This guy – his name was Jason – wanted to pick issues with my using the leadership tag. When he retweeted he said, “Not #leadership, but a great call to arms for every manager, director and CEO out there.” Of course I said thank you for sharing and I do appreciate it, and out of curiosity, why is it not leadership? Talking about goals? He said, well, the popular confusion is that leadership is defined by a role or a title within an organization when it’s better defined as the relationship between two parties, regardless of title. A person can practice leadership but not be leadership, so to speak. I told him yeah, I completely agree. Leadership and management are not the same, and one does not beget the other. Also I agree that a leader does not necessity or imply also being a leader. But I do think that to be an effective manager you should be a leader. You don’t need to be both a leader and a manager, but if you’re a manager, you need to be both. Therefore, in my focus on supporting those in organizational leadership roles, I find that the constant focus on splitting these two concepts is artificial and unhelpful. For managers to really bridge the gap, they should focus on adding leadership skills, which is where I come in to support. I also agree that leaders develop others, so wouldn’t goal setting be a critical part of your leadership skillset?
Ironic that the call came in from Fast Company about this very topic, and immediately I told her, actually, I do think that they are two different things but that we should no longer spilt them and that it’s not helpful. Kind of the same thing I told Jason. But when we had the conversation, I said this to her in an email, and when we had the conversation, the interview, I said it again. I don’t think that you should split them. Let me say a little more about that. Think about it – in order to be a leader, you don’t have to be a manager. But to be a manager you have to be also a leader. This is my opinion. This is what I believe. If you’re just a leader but not currently a manager, then if you aspire to encompass leadership skills into your skillset, and some management skills get in there, okay. Nothing will happen. It won’t be a problem. So splitting them won’t be necessary for that person. And if you’re a manager, since by definition according to my belief you also should be a leader, then separating the skills that you’re acquiring and building and developing based on whether they’re management or leadership, kind of tagging them as such, is not helpful. What’s the purpose? Just add them, take them on. You need both.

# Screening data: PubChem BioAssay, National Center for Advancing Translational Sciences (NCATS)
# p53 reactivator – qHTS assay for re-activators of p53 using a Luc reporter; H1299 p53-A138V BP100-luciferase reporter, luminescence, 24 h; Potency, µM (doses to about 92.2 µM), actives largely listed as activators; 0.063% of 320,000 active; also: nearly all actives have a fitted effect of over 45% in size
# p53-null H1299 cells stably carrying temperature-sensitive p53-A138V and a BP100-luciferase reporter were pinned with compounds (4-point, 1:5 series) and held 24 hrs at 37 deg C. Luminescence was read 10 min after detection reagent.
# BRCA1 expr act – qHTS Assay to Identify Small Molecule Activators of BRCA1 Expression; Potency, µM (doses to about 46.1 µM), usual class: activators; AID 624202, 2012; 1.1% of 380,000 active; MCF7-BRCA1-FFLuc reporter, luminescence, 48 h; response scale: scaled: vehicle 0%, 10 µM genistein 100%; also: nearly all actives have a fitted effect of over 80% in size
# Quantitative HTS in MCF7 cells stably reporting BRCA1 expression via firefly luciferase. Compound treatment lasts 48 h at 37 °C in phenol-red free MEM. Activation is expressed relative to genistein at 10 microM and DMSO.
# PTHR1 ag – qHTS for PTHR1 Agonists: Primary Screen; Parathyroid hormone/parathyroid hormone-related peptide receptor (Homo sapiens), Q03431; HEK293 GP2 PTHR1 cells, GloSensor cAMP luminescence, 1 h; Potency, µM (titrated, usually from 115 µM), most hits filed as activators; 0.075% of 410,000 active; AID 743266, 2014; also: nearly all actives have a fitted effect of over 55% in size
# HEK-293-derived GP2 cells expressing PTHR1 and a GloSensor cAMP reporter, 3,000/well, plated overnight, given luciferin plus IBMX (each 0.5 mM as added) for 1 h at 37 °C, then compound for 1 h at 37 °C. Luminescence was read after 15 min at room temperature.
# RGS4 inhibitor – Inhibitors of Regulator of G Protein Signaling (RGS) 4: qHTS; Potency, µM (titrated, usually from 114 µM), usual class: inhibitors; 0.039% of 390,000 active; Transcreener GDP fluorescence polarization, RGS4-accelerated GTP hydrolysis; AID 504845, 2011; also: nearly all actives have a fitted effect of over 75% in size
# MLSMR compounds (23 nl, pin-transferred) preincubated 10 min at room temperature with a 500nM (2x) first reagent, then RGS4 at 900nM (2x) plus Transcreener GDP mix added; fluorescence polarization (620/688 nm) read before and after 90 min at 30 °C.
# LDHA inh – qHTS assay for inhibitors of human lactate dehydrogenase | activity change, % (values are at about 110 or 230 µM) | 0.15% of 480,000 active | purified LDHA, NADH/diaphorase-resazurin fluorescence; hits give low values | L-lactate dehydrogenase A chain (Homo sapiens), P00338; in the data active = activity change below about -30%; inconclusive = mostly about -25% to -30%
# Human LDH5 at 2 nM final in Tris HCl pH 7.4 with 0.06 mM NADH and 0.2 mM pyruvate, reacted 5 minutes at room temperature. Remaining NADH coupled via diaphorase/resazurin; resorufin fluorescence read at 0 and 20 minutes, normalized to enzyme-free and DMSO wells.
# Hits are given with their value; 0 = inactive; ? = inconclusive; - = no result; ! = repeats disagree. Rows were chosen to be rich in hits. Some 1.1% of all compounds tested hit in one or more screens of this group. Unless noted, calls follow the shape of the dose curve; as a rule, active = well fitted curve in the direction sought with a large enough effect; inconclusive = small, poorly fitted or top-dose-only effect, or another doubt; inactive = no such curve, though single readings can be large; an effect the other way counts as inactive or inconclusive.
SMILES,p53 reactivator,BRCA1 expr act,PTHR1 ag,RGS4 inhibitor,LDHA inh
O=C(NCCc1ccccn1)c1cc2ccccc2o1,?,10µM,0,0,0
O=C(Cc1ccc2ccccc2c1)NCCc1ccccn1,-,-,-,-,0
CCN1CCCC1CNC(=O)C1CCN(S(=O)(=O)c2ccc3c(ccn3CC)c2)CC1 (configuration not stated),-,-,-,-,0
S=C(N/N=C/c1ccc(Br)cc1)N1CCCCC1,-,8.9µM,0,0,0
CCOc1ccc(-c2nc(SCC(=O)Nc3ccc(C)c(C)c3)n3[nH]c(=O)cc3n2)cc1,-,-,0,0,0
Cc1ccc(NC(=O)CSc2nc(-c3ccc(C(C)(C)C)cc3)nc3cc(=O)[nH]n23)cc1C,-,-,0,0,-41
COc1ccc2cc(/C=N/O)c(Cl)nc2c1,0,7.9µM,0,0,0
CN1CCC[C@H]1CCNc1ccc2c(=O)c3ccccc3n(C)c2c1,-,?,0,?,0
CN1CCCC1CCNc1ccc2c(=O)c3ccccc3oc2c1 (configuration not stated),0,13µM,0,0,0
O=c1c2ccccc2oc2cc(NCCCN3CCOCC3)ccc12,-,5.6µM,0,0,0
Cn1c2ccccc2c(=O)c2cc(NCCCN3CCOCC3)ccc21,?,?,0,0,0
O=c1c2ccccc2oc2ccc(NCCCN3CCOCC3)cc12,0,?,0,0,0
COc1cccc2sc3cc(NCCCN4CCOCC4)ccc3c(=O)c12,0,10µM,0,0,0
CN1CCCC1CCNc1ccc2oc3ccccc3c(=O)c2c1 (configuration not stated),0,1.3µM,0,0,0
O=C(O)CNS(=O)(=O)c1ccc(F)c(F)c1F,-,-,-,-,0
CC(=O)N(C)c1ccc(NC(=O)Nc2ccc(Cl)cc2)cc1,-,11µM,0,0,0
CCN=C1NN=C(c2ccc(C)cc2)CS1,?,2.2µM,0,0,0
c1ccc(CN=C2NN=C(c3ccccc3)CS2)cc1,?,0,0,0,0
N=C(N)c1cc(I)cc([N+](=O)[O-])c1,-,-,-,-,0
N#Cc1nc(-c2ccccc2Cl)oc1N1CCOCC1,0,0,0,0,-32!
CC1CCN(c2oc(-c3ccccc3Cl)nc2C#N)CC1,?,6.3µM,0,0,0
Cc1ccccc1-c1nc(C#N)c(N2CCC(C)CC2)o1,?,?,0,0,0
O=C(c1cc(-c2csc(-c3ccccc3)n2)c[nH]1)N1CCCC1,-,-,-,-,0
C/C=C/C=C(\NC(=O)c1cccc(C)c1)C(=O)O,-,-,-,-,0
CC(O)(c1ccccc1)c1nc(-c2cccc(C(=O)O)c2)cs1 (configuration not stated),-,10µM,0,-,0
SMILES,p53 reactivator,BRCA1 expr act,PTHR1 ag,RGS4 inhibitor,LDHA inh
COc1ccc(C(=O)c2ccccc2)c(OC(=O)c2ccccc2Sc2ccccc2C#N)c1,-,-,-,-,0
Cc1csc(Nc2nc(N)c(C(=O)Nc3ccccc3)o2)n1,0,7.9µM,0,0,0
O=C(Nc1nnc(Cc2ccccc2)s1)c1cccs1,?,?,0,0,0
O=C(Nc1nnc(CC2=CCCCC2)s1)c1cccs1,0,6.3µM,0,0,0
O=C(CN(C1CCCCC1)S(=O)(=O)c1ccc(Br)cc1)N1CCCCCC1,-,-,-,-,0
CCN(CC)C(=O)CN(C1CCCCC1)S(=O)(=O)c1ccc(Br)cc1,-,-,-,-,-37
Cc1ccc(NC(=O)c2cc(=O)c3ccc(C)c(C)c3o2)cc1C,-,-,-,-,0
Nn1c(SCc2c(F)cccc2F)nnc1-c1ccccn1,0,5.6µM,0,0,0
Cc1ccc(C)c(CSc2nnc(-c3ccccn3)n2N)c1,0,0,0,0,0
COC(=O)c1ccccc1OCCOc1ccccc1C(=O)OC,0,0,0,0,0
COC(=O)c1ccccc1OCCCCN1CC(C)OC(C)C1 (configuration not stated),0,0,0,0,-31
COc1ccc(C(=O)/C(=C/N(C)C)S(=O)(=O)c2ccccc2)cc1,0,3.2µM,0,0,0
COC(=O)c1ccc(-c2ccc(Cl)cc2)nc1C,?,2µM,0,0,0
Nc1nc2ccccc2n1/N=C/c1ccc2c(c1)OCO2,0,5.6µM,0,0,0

The separation is just an unnecessary overlay of additional language and terms and labels that I don’t think is going to get anybody further in their development. I don’t think it’s necessary to continue to distinguish.
It’s interesting because then after my article came out on Fast Company, somebody else that I don’t know shared the article and said – his name is John Buck, @WordUpBuck on Twitter – and he said, “This Fast Company article featuring Halelly Azulay only does what dozens of others have done. It positions leadership versus management question as an either/or proposition when in reality it’s a yes/and proposition. STOP IT.” I told him, I agree. The funny thing is, I said so when I talked to the reporter, but this didn’t get printed, and he said, hmm, I’m glad you agree. I wonder why it didn’t get printed. I don’t know. I have a sense though, that if the reporter was setting out to write an article about what’s the difference, then saying there is no difference and that it’s not helpful to separate them was probably not aligned with the intent of the article. This is just an assumption that I’m making. I don’t actually know. It’s interesting that my distinction rebuke did not get printed.
So what is the difference? Let’s talk about that. It’s almost like the elephant in the room, we haven’t talked about it. A leader looks forward and looks outward and inspires and motivates and communicates with people. A leader sets the tone and the vision for the organization, thinks about the long-term, thinks about the competitive environment and the future and inspires people to follow that vision. Whereas, a manager is focused more on managing the day-to-day work to actually help execute on that vision. A manager’s focus is more on managing tasks and managing the output of people and the work that gets done, whereas a leader is focused more on setting direction and thinking in big picture. And the reason I don’t think that it’s necessary to separate them anymore is because most managers in today’s world don’t have the luxury of separating them. Even people who are leaders in organizations like the higher up the echelon you go, the more leadership you have to take on, and the less management you have to take on. But you still do both. It is very rare to find someone who is in a leadership position who doesn’t also have management responsibilities.
So, in today’s world of the knowledge worker, and definitely into the future, this distinction is unnecessary because managers should be leaders and they do both management and leadership. Leaders in organizations, although they can be kind of leaders without titles, the leaders with titles also have management responsibilities. The distinction is not that helpful.